Islamic state

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This article is about a type of government. For the group "Islamic State" (IS/ISIL/ISIS), see Islamic State of Iraq and the Levant. For other uses, see Islamic state (disambiguation).

An Islamic state (Arabic: الدولة الإسلاميةal-dawlah al-islamīyah) is a type of government, in which the primary basis for government is Islamic religious law (sharia). From the early years of Islam, numerous governments have been founded as "Islamic", beginning most notably with the caliphate established by Muhammad himself and including subsequent governments ruled under the direction of a caliph (meaning "successor" to the Islamic prophet Muhammad).

However, the term "Islamic state" has taken on a more specific modern connotation since the 18th century. The concept of the modern Islamic state has been articulated and promoted by ideologues such as Abul A'la Maududi, Ayatollah Ruhollah Khomeini, Israr Ahmed, and Sayyid Qutb. Like the earlier notion of the caliphate, the modern Islamic state is rooted in Islamic law. It is modeled after the rule of Muhammad. However, unlike caliph-led governments which were imperial despotisms or monarchies (Arabic: malik), a modern Islamic state can incorporate modern political institutions such as elections, parliamentary rule, judicial review, and popular sovereignty.

Today, many Muslim countries have incorporated Islamic law, wholly or in part, into their legal systems. Certain Muslim states have declared Islam to be their state religion in their constitutions, but do not apply Islamic law in their courts. Islamic states which are not Islamic monarchies are usually referred to as Islamic republics.

The historical Islamic state[edit]

Early Islamic governments[edit]

Main article: Caliphate

The term caliphate refers to the first system of government established by Muhammad in 622 CE, under the Constitution of Medina. It represented the political unity of the Muslim Ummah (nation), although it did not always incorporate the full religious community of Muslims (for example, Khawarijites and Shia). It was subsequently led by Muhammad's disciples who were known as the Rightly Guided (Rashidun) Caliphs (632-661 CE). The Arabian Empire significantly expanded under the Umayyad Caliphate (661-750) and the Abbasid Caliphate (750-1258).

The Essence of Islamic governments[edit]

The essence or guiding principles of an Islamic government or Islamic state, is the concept of Al-Shura. Different scholars have different understandings or thoughts, with regard to the concept al-Shura, However, most Muslim scholars are of the opinion that Islamic al-Shura should consist of:[1]

  • Meeting or consultation, that follows the teachings of Islam.
  • Consultation following the guidelines of the Quran and Sunnah.
  • There is a leader elected among them to head the meeting.
  • The discussion should be based on mushawarah and mudhakarah.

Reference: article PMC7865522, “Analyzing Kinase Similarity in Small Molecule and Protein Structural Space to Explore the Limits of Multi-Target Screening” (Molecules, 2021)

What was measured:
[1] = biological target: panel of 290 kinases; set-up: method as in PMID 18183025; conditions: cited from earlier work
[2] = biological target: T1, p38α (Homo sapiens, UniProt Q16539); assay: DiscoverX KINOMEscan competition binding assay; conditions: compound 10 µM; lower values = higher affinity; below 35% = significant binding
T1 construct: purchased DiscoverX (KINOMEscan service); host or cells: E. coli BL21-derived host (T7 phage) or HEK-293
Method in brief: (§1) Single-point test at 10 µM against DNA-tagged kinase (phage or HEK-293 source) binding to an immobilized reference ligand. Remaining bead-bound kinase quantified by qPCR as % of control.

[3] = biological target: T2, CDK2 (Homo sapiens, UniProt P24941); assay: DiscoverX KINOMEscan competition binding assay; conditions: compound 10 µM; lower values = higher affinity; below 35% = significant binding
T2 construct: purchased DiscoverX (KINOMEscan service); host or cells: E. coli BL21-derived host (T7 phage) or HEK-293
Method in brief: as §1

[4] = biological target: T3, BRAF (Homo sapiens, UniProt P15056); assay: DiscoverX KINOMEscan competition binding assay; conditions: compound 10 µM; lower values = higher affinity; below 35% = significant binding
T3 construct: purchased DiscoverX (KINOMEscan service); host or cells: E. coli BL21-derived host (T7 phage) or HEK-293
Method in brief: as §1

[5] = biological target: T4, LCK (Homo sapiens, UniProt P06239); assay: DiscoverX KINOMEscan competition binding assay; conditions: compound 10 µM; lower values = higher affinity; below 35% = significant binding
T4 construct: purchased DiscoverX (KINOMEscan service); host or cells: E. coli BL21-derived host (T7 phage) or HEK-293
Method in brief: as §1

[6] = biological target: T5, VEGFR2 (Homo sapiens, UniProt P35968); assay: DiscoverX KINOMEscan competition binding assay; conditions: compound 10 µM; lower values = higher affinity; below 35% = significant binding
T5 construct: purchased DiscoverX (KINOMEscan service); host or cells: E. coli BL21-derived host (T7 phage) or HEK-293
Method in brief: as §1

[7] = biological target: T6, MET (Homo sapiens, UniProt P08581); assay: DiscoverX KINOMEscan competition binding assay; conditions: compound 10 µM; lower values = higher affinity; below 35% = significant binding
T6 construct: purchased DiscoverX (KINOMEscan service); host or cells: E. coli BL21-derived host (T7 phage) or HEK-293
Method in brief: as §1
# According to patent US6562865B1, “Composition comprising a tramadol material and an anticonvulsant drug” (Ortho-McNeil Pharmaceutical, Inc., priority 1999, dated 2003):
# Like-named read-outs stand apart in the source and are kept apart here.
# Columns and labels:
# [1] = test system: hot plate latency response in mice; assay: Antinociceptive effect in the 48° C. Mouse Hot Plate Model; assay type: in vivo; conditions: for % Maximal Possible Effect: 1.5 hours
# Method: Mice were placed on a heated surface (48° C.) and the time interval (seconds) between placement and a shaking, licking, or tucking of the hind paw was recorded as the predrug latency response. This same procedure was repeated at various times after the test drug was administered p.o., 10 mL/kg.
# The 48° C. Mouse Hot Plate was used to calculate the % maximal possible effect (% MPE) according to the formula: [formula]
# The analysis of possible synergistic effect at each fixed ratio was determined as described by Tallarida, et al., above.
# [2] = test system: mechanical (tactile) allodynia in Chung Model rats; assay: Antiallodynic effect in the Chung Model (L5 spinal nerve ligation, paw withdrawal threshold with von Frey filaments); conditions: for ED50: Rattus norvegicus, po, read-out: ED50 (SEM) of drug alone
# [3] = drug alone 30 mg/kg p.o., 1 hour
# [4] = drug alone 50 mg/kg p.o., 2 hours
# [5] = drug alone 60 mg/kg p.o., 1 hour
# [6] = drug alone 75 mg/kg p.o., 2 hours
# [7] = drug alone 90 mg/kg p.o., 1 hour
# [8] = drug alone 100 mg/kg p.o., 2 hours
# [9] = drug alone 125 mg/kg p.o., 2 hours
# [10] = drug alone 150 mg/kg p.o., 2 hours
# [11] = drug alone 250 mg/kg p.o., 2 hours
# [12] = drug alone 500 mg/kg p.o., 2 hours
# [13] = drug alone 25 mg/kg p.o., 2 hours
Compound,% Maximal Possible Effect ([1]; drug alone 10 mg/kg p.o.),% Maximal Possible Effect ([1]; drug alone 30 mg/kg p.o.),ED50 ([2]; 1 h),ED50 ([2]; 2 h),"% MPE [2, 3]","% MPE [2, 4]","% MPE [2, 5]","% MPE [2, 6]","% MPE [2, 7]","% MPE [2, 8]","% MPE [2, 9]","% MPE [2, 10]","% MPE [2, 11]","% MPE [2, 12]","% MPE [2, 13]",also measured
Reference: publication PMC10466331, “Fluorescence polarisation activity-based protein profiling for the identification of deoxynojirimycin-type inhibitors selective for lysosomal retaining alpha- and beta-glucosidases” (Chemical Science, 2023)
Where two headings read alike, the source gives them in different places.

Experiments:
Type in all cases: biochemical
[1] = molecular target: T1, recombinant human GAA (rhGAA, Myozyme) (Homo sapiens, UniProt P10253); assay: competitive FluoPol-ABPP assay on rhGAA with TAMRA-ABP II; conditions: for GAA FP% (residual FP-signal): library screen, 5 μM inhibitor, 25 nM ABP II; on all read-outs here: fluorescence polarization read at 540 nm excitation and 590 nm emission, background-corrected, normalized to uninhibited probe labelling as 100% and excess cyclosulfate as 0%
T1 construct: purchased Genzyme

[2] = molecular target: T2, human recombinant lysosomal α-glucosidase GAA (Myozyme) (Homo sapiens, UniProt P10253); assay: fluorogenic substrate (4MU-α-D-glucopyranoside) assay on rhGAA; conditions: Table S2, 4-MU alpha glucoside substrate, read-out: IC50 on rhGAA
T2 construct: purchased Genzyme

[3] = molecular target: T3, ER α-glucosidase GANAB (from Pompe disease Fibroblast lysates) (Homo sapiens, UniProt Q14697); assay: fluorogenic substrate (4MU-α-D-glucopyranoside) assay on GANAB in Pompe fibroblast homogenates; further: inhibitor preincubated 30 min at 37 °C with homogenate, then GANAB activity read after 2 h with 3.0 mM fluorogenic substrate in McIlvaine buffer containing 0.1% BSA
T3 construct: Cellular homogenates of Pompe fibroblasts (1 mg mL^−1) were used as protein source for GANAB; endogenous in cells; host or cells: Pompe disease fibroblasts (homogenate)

• All the members are given fair opportunity to voice out their opinions.
  • The issue should be of maslahah ammah or public interest.
  • The voices of the majority are accepted, provided that it does not violate with the teachings of the Quran or Sunnah.

Muhammad himself respected the decision of the shura members. He is the champion of the notion of al-shura, and this was illustrated in one of the many historical events, such as, in the Battle of Khandaq (Battle of the Trench), where Muhammad was faced with two decisions, i.e. to fight the invading pagan Arabs outside of Medina or wait till they enter the city. After consultation with the sahabah (companions), it was suggested by Salman al-Farsi that it would be better if the Muslims fought the unbelievers within Medina by building a big ditch on the northern periphery of Medina to prevent the enemies from entering Medina. This idea was later supported by the majority of the sahabah, and thereafter Muhammad also approved it.

The reason why Muhammad placed great emphasis on the agreement of the decision of the shura, was because the majority of opinion (by the sahabah) is better than the decision made by one individual.

Revival and abolition of the Ottoman Caliphate[edit]

Main article: Ottoman Caliphate

The Ottoman Sultan, Selim I (1512–1520) reclaimed the title of caliph, which had been in dispute and asserted by a diversity of rulers and "shadow caliphs" in the centuries of the Abbasid-Mamluk Caliphate since the Mongols' sacking of Baghdad and the killing of the last Abbasid Caliph in Baghdad, Iraq 1258.

The Ottoman Caliphate as an office of the Ottoman Empire was abolished under Mustafa Kemal Atatürk in 1924 as part of Atatürk's Reforms. This move was most vigorously protested in India, as Gandhi and Indian Muslims united behind the symbolism of the Ottoman Caliph in the Khilafat (or "Caliphate") Movement, which sought to reinstate the Caliph deposed by Atatürk. The Khilafat Movement leveraged the Ottoman political resistance to the British Empire, and this international anti-imperial connection proved to be a galvanizing force during India's nascent nationalism movement of the early 1900s, for Hindus and Muslims alike, even though India was far from the seat of the Ottoman Caliphate in Istanbul.

The modern Islamic state[edit]

Origins in 20th-century nationalist and anti-imperialist movements[edit]

"The very term, 'Islamic State', was never used in the theory or practice of Muslim political science, before the twentieth century," a Pakistani scholar wrote,[2] and western scholars of Islam agree.[3]

The modern conceptualization of the "Islamic state" is attributed to Abul A'la Maududi (1903–1979), a Pakistani Muslim theologian who founded the political party Jamaat-e-Islami and inspired other Islamic revolutionaries such as Ayatollah Ruhollah Khomeini.[4] Abul A'la Maududi's early political career was influenced greatly by anti-colonial agitation in India, especially after the tumultuous abolition of the Ottoman Caliphate in 1924 stoked anti-British sentiment.[5]

The Islamic state was perceived as a "third way" between the rival political systems of democracy and socialism (see also Islamic Modernism).[6] Maududi's seminal writings on Islamic economics argued as early as 1941 against free-market capitalism and socialist state intervention in the economy, similar to Mohammad Baqir al-Sadr's later Our Economics written in 1961. Maududi envisioned the ideal Islamic state as combining the democratic principles of electoral politics with the socialist principles of concern for the poor.[7]

Islamic states today[edit]